Thou shalt remain for ever young and fair.
belovedoftwogods: (Classical: Statuesque)
Name: Hyacinthus, often adapted to Hyacinth(e)
Canon: Classical literature/mythology (for something different, click here for an audio dramatization)
Played By: Jeremy DuFour (source is Hollow Art

Information
Hyacinthus was a youth of great beauty and athletic prowess, a prince of the proud and mighty nation-state of Sparta. He won many suitors in his life. Some say Thamyris, a Thracian poet and musician loved him first. Thamyris was the first to ever love another male, and his love for Hyacinthus is therefore the wellspring of all love that is customarily exchanged between men in Greece, particularly in the Spartan regions where Hyacinth is worshipped.

The most well-known and tragic story of Hyacinthus tells of how he came to be loved by both Apollo, the god of the sun, and by Zephyr the young and brash god of the West Wind. Often while Apollo left his lover unattended to oversee one of his many duties as a god of so many aspects, Zephyr would steal Hyacinth away

His lovers, bored of their own quarreling and each assured of his own success, gave Hyacinth the choice between the two of them, proposing a contest of sorts for his affections. Zephyr made a great show of his power, knocking over trees and blowing dust all about. Apollo produced a shining arrow which he shot into the air and in its wake were remnants of songs and pleasure which stole Hyacinthe's attention and with it, the youth's heart. He chose Apollo to be his lover.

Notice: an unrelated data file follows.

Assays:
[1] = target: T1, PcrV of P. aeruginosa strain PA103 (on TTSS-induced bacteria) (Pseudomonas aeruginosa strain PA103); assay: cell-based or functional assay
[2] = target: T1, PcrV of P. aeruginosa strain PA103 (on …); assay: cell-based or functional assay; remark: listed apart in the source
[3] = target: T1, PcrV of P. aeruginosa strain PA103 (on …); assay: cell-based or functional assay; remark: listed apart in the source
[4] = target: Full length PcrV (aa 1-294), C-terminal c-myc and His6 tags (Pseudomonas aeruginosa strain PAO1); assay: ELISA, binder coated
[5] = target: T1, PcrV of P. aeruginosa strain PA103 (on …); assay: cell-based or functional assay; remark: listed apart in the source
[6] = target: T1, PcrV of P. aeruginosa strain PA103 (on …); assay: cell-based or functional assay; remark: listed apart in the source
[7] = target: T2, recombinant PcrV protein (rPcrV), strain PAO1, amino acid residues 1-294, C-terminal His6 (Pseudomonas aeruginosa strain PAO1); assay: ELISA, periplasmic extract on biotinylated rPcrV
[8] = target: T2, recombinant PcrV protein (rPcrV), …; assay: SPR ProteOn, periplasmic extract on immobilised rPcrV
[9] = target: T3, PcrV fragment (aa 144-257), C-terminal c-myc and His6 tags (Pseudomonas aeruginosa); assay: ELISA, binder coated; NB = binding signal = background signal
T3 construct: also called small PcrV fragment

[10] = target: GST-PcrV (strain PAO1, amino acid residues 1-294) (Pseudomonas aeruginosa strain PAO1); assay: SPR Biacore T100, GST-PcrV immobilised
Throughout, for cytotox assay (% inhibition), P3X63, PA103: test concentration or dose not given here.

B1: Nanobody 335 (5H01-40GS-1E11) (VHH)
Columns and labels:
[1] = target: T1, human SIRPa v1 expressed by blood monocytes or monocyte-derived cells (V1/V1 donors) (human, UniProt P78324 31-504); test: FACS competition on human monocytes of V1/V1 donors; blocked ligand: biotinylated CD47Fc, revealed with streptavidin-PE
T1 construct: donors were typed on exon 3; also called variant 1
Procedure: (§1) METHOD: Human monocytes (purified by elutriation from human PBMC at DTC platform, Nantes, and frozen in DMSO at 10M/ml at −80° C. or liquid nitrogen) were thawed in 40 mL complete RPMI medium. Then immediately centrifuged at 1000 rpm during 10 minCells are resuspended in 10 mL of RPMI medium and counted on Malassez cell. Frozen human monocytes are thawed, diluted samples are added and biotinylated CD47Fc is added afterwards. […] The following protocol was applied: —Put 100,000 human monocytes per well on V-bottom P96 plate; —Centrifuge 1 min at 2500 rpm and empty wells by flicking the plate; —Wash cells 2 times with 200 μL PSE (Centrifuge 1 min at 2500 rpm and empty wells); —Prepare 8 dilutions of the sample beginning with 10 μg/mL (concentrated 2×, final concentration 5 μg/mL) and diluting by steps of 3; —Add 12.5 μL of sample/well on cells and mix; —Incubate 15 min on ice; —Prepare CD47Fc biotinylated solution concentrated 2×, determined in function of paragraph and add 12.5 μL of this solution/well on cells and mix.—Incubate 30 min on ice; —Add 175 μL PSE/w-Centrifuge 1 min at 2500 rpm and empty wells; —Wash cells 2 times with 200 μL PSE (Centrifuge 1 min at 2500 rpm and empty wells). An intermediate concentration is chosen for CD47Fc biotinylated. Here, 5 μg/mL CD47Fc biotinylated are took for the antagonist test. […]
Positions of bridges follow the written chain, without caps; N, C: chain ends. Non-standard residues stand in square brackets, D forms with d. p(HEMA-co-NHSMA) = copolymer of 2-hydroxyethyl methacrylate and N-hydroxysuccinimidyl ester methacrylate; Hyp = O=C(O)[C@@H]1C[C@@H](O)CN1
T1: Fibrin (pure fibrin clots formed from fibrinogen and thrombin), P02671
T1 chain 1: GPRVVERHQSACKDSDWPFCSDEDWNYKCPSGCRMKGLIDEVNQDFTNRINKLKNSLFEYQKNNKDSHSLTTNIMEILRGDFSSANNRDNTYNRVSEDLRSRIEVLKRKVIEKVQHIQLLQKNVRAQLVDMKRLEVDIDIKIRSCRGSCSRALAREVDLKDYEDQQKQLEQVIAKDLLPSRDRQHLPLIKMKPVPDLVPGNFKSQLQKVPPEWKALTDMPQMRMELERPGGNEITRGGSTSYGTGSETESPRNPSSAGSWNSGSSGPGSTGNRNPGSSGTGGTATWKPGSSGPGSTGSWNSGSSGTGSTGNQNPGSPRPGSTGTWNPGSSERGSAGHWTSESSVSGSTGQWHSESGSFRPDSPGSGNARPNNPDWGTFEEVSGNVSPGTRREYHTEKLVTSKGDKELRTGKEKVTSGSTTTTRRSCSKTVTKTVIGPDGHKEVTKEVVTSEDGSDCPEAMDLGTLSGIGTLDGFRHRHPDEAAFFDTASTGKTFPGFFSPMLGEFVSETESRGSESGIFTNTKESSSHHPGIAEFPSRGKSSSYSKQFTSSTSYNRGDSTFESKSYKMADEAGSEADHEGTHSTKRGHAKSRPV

As was accustomed, Apollo was Hyacinth’s mentor and friend, as well as the one who took the youth in his arms and into his bed. He taught Hyacinth poetry and how to play the lyre. But the joy the two most often shared was a game of throwing the discus back and forth, running themselves to exhaustion, naked and sun-baked upon the plains below Olympus.